BY: CAITLIN FELDMAN
PHOTOS: TESS FREEMAN
For female veterans who have experienced sexual assault, post-traumatic stress disorder turns everyday life into a nightmare
Ree McSween stood at the front window of her cold, dark house with a loaded weapon in her hand. Snow coated the ground—rare for a Eugene, Oregon winter. She was isolated, save for a large snowball in her driveway. It wasn’t there earlier, but suddenly there it was, taunting her.
McSween didn’t see an oversized snowball. In her mind, she saw the unknown person who put it there. A threat. A danger.
Standoffs were this snowball’s specialty. It sat silently, patiently contemplating her move. McSween’s weapon was loaded. The gun was a .45 caliber Colt 1911.
She turned off the lights in her house. The heat was off, too, but that was no matter; she could stand the cold if it meant catching the assailant.
For ninety minutes, McSween stood at the window.
The perpetrator never arrived.
“It finally dawned on me how crazy it was, waiting at the window with a loaded .45 in my hand,” McSween says. “The fear was real but the evidence didn’t show the threat.”
McSween is one of 7.7 million American adults suffering from Post-Traumatic Stress Disorder (PTSD), according to the National Institute of Mental Health. Because women are the most common victims of domestic violence, rape, and abuse, they are twice as likely as men to experience PTSD in their lifetimes, according to the PTSD Alliance, an organization made up of professional advocacy groups that provide resources to those affected by the disorder.
Along with depression, anxiety, and insomnia, fear is among the most common symptoms of PTSD. Often occurring after traumas such as sexual assault, combat, or natural or industrial disasters, PTSD can be life-shattering, altering the way victims see the world and themselves.
McSween believes she’s been dealing with undiagnosed PTSD for most of her life. It began with her father, an alcoholic who she says abused her physically and sexually, then continued through a brutal beating she suffered at the hands of two siblings.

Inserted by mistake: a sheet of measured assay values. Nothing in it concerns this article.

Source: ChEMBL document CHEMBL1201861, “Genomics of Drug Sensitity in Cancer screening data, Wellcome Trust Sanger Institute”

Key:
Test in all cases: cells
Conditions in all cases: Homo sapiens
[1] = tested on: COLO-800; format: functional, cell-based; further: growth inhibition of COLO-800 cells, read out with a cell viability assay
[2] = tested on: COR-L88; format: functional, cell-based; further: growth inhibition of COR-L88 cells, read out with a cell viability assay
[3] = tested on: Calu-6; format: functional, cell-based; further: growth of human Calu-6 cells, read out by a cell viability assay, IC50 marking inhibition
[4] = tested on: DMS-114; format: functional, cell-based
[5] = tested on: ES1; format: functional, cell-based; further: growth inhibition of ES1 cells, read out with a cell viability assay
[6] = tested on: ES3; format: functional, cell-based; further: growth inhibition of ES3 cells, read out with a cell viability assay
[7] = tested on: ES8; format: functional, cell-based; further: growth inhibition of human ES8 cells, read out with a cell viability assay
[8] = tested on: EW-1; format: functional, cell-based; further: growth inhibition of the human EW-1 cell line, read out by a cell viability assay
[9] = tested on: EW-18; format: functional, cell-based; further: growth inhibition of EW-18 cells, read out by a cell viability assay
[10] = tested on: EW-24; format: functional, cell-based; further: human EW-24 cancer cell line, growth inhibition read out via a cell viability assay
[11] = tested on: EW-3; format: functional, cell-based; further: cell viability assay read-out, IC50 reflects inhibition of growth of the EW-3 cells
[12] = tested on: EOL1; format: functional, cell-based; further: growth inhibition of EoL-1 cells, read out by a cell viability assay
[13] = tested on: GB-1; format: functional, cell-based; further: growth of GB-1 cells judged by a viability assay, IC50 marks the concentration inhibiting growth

Yet it wasn’t until a she says a senior officer attempted to rape her that McSween’s symptoms came to the forefront. In the US Armed forces, the term for sexual abuse is Military Sexual Trauma (MST), and this event would transform her dormant PTSD symptoms into an active monster.
Today, her symptoms are triggered when someone stands behind her right shoulder–the direction from which her attacker approached.
“He couldn’t understand why I wasn’t agreeing to the rape. That’s where his ego was,” McSween says. “He bent me over a bunk and was trying to rape me, and I was able to fight him off by swinging my elbow around and knocking him off.”
McSween never reported the assault.
According to the Department of Defense’s Annual Report on Sexual Assault in the Military, an estimated 19,000 cases of rape, sexual assault, or harassment occur each year. Only 2,617 of those estimated cases were reported in 2011.
Anonymous, mandatory culture surveys reveal these numbers. But not all participants trust the anonymity, says Jennifer Norris, an Air Force Veteran and victim advocate for the Military Rape Crisis Center in Maine. As a result, Norris believes that 19,000 is a low estimate.
“I think it’s more common than what people even know,” she says.